nos-trum. pronunciation: \nos'-trum\. noun. Etymology: Latin, neuter of noster our, ours.
1. a medicine of secret composition recommended by its preparer but usually without scientific proof of its effectiveness.
2. a usually questionable remedy or scheme.
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Sunday, April 4, 2010

15 States Suing ObamaCare; More To Follow?

 
The constitutionality of ObamaCare is questioned by some.  Democrats say "Of course it's constitutional", of course.

It would be odd if any Democrat questioned the constitutional merit of something they voted for.  In the states, the battleground is shaping up slowly, with Attorney's General (AG)  filing suit, mostly Republicans.  States with Democrat AG's are not.  In those states with a Democrat AG, if the Governor or state legislature is Republican, there's great pressure to join the suit.

Several states are potentially supportive of the suit, but either think there's no need to pile on, or are sitting safely on the sidelines.

You would think the question of whether the health care reform law is constitutional would be a serious discussion on the merits, but it's shaping up as politics.

However, one accusation is surely untrue.  Democrats have alleged that there are no constitutional scholars who even credit the question.

So, I went looking for reputable academics who have written that there is a serious question whether the law can withstand constitutional scrutiny.

Here is the list of constitutional scholars I found:

Ilya Shapiro, George Washington University
Sanford Levinson, Univ of Texas
Randy Barnett, Georgetown Law School
Roger Pilon, Georgetown Law School
Richard Epstein, Univ of Chicago
Lee A. Casey, George Mason University
Michael McConnell, Stanford Univ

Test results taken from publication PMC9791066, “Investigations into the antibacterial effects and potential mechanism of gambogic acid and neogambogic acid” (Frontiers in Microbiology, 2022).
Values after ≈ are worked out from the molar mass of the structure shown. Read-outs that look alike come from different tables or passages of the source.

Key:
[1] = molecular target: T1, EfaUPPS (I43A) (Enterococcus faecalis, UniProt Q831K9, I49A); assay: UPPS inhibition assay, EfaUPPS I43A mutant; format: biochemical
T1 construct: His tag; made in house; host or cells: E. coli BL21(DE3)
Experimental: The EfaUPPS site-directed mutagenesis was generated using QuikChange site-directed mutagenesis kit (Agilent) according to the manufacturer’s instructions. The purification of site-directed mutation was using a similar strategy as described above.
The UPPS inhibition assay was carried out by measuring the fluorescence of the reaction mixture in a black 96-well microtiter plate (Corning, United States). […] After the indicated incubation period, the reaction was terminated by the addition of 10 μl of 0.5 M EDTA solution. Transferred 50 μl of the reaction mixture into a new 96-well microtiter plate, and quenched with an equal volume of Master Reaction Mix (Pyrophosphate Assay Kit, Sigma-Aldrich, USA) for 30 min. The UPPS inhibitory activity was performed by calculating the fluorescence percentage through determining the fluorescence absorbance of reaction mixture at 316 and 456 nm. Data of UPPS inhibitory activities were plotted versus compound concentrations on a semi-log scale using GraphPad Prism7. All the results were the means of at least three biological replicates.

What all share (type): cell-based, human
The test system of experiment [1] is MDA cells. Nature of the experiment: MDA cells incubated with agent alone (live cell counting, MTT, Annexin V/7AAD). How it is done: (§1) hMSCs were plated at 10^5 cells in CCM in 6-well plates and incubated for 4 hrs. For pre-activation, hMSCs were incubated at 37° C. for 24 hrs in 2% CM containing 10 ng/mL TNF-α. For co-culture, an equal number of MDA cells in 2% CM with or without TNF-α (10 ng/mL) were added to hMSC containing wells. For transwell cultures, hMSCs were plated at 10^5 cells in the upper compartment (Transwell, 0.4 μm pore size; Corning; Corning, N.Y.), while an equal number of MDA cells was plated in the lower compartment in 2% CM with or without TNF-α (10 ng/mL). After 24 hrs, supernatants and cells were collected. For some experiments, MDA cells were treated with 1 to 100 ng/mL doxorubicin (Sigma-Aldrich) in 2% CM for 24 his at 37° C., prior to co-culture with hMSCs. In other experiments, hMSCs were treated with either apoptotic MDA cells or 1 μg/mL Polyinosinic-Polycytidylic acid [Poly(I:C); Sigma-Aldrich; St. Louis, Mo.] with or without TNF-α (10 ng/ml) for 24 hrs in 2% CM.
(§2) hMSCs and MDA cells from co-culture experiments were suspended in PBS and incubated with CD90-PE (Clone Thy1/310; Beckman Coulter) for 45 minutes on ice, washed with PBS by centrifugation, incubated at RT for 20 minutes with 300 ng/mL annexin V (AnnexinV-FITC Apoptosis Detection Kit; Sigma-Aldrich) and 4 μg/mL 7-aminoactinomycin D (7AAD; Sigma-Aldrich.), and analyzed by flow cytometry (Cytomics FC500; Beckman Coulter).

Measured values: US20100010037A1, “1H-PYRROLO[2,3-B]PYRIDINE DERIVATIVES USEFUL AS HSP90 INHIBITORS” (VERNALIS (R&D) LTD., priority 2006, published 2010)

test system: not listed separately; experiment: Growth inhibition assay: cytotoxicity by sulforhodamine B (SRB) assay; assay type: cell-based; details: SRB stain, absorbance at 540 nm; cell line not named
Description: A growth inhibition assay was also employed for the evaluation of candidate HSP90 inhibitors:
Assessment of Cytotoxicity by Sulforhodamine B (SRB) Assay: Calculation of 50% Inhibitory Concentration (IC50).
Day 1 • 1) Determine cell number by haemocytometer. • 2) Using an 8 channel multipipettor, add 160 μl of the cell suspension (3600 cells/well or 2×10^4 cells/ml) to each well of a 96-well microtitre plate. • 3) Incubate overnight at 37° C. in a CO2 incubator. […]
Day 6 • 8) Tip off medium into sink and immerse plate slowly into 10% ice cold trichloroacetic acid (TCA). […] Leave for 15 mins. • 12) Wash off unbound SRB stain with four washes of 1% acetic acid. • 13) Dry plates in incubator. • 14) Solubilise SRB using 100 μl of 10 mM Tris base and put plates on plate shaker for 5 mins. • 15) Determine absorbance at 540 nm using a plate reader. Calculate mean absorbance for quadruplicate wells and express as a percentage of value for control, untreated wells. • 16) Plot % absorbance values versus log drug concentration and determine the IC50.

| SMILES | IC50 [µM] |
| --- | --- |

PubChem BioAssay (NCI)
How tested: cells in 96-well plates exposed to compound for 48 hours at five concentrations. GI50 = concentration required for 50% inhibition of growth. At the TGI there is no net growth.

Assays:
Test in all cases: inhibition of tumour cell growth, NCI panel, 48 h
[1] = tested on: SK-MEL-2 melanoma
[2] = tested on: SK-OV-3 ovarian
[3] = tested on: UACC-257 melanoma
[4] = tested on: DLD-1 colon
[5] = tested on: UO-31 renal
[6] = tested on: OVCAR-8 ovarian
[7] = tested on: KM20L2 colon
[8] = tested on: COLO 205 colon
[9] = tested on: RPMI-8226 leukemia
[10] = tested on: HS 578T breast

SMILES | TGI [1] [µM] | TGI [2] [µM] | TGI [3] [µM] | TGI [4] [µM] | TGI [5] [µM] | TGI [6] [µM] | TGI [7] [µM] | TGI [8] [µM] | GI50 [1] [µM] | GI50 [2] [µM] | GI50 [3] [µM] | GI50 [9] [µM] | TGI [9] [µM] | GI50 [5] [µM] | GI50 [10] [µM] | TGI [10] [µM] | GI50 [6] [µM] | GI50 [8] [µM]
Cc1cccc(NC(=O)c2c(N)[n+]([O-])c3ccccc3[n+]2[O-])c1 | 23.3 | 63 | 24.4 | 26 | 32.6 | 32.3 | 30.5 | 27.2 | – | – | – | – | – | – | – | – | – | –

Jonathan Turley, George Washington Univ
David Kopel, Denver Univ Sturm College of Law
Rob Natelson, Univ of Montana
Kris Kobach, University of Missouri

A couple of these are Adjunct Professors, but Levinson is co-author of a standard textbook on the US Constitution.
 
All have concerns, objections, or opinions that could undermine health care reform.  So, the allegation is bogus that there aren't constitutional scholars who think elements of the new law cannot stand.
 
Important note:  while the Constitution is almost sacred in this country, very few even know what it says.  But think back to when it was written:  the authors were rebelling against an oppressive government.  They wanted to ensure that their new government could not become all-powerful.  So, unlike some other countries, our governing document says (in common language) that if the Constitution doesn't specifically give the federal government the power in a given area, then they are prohibited from trying to exercise that power (it's reserved to the states).  There's nothing in the Constitution that says they can make you buy a product (health insurance).  Some scholars have other issues.
 
I don't know where this will end up, but clearly there's a question that needs answering.
 
 
 
 

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